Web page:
Salome (Nadja Michael)with the executioner Naaman (Duncan Meadows). ©Clive Barda The German soprano Nadja Michael sang Salome. She started life as a mezzo and the lower registers of her voice reveal a rich and plummy sound that is not always apposite to a girlish princess – except when she is being particularly single-minded. These lower tones did not always seem comfortably integrated with the rest of the voice, and her top notes where not always the silvery open-throated tones needed. On a few occasions she seemed to be pushing just a little too hard and became slightly flat, but certainly there was a huge amount to enjoy in her physical performance that captured the princess’s capricious moods and inner steel so vividly and which makes the ‘Final Scene so nauseating.

Salome (Nadja Michael) pleads with Jokanaan (Michael Volle). ©Clive BardaMichael Volle was a muscular-voiced and virile visionary prophet, visually discomforted by his encounter with Salome. This role runs the risk of being a hectoring rant – but Volle with McVicar’s direction manages to avoid that pitfall, even if it is distracting that Jokanaan’s under-stage singing (from the cistern) should be relayed so that it sounds as if it comes from above.

Herodias (Michaela Schuster) and Herod (Thomas Moser). ©Clive Barda The odious and manipulative Herodias was portrayed as a younger woman than normal and this rather ungrateful role was neatly sung by Michaela Schuster, even if her interpretation lacks the focus that some seasoned soprano or mezzo veterans at the end of their careers have brought to the part. Joseph Kaiser sang a lovely lyrical and love-struck Narraboth and managed his suicide well (I liked the Second Soldier’s blasé and dismissive reaction to this desperate act).

Herod was to have been sung by Thomas Moser, but he was indisposed with a chest infection. Robin Leggate, once a Narraboth of distinction in previous Royal Opera productions, stepped in to sing and act an astonishingly complete portrayal, really making Herod the dominant male role of this opera. This was no character-tenor Herod, but one that was really sung, and with a true match of tone to text. Herod’s unhealthy attraction to Salome, his step-daughter, and his superstitious nervousness, was decidedly unsettling. Leggate rightly received a generous ovation from the audience and his colleagues.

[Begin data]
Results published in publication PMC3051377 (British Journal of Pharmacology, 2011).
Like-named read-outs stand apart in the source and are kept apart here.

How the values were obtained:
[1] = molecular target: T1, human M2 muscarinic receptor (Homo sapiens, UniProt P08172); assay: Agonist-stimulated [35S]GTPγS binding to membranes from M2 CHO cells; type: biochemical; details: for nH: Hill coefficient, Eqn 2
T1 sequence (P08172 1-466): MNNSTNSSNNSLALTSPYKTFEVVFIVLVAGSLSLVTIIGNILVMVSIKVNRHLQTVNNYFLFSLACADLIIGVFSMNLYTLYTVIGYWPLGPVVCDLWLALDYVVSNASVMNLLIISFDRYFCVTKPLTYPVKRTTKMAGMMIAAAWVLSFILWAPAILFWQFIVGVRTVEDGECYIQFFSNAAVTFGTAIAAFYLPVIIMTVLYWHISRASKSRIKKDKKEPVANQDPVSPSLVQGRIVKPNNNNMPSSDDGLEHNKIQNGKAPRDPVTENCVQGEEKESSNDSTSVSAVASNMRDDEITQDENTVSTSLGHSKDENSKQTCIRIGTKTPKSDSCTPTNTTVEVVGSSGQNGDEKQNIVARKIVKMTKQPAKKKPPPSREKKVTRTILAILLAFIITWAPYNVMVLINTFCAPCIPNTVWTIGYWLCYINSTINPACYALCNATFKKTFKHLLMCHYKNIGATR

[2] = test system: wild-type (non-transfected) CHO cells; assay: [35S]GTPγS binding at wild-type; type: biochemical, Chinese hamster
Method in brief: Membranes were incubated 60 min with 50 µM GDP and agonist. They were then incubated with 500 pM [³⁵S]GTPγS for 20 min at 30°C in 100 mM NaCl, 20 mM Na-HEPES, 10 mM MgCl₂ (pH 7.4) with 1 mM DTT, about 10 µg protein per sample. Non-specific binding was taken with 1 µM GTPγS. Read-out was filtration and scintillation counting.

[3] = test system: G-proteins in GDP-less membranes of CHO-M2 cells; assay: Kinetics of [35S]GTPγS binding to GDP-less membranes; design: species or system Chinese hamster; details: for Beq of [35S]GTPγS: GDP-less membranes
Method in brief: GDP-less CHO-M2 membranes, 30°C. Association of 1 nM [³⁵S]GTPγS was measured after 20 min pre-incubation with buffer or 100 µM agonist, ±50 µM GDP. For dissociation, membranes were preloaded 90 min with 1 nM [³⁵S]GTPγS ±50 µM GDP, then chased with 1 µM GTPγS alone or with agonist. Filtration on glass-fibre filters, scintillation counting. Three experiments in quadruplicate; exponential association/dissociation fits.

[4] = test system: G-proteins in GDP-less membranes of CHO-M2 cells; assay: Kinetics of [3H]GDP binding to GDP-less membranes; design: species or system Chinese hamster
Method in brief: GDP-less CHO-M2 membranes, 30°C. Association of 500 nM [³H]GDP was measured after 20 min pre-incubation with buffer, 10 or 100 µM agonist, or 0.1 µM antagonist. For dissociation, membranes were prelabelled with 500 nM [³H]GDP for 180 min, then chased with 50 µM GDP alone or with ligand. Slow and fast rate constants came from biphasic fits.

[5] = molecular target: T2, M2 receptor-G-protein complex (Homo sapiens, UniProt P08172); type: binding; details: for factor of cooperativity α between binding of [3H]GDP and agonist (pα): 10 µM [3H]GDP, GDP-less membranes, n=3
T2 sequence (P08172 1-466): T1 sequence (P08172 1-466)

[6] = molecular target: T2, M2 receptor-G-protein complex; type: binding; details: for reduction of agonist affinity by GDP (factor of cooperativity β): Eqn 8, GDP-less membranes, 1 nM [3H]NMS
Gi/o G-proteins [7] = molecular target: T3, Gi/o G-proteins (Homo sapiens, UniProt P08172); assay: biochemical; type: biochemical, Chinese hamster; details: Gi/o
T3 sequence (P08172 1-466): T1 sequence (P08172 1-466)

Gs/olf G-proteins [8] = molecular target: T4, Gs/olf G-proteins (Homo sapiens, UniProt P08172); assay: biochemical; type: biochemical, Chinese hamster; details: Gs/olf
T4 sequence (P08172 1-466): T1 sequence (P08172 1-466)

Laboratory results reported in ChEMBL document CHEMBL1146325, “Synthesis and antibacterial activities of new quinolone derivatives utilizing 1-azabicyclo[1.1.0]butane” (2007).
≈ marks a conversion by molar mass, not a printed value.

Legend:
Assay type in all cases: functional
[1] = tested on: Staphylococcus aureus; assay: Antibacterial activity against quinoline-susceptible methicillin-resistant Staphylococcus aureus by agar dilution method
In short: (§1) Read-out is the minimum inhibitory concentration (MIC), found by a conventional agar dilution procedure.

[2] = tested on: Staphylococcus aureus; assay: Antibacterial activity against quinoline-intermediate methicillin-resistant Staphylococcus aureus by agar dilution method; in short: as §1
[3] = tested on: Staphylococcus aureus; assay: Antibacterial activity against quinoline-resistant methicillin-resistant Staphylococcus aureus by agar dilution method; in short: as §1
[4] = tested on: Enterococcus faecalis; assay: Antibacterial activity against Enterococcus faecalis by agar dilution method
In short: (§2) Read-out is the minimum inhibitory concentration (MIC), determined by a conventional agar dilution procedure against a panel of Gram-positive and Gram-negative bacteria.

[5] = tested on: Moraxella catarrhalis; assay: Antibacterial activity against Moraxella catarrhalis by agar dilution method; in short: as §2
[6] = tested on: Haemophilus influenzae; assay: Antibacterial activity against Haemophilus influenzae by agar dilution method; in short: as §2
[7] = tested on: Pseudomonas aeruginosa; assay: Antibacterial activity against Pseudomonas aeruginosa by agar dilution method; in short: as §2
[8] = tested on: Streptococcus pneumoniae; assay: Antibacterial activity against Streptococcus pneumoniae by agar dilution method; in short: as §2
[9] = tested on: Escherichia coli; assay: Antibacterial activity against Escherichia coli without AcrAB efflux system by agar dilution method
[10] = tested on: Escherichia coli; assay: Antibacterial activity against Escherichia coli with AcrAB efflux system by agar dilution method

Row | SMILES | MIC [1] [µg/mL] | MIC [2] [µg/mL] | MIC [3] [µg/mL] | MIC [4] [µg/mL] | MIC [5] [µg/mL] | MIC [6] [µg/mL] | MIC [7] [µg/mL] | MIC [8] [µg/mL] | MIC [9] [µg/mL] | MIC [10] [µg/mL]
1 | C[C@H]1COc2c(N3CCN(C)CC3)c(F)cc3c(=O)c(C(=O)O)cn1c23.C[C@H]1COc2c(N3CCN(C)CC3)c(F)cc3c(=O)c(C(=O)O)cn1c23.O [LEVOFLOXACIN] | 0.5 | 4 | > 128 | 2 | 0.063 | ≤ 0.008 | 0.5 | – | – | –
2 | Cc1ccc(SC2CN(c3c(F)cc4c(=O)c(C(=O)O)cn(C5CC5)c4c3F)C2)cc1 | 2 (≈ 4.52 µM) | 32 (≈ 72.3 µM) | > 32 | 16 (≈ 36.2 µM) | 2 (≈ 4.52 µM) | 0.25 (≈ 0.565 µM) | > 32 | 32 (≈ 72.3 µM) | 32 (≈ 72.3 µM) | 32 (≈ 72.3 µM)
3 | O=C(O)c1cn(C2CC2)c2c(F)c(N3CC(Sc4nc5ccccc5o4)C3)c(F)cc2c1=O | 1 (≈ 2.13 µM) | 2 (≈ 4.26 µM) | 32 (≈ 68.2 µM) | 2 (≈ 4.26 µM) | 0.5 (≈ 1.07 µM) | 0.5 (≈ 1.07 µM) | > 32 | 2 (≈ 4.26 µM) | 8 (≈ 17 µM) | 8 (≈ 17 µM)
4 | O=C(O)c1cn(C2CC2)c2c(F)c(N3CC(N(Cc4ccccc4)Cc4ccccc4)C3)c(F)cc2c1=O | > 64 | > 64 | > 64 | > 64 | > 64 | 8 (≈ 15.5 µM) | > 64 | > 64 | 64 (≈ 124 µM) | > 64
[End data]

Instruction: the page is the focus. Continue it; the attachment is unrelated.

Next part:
The head of Jokanaan. ©Clive BardaUnder David McVicar’s direction, much of the opera is set in what appears to be a decaying public baths. Certainly the stills reproduced in the programme-book from Pasolini’s “Salò” had resonance in the staging. It was a shame that the right-side-positioned staircase down which Salome makes her first entrance must have rendered her invisible to much of the audience. And although seeing Herod and Herodias entertain their banquet-guests was a nice touch, it must have made less impact to the audience located in the upper tiers. The set changed completely for ‘Dance of the Seven Veils’ – a one-to-one for Salome and Herod. Through moving archways seven scenes with video backdrops were enacted, mirrored though the dance. The initial image was that of a doll on a chair as Salome sat child-like on Herod’s knee; then he dressed her in a white silk dress as an image was projected of a dress being slowly unzipped. Other ball-scene representations such as chandeliers also appeared, and if the ‘Eastern Promise’ of the original setting was absent it was still strangely compelling and hypnotic.

First-night nerves and a major cast-change may not have helped a production that doesn’t quite add up – for the moment – but this staging is a strong one and the orchestral playing is electric. Strauss devotees (such as me) will surely be tempted to see it more than once.

  • Further performances on 25 & 29 February and 3, 6, 8 & 12 March – all at 7.30 p.m.
  • Box office: 020 7304 4000
  • Royal Opera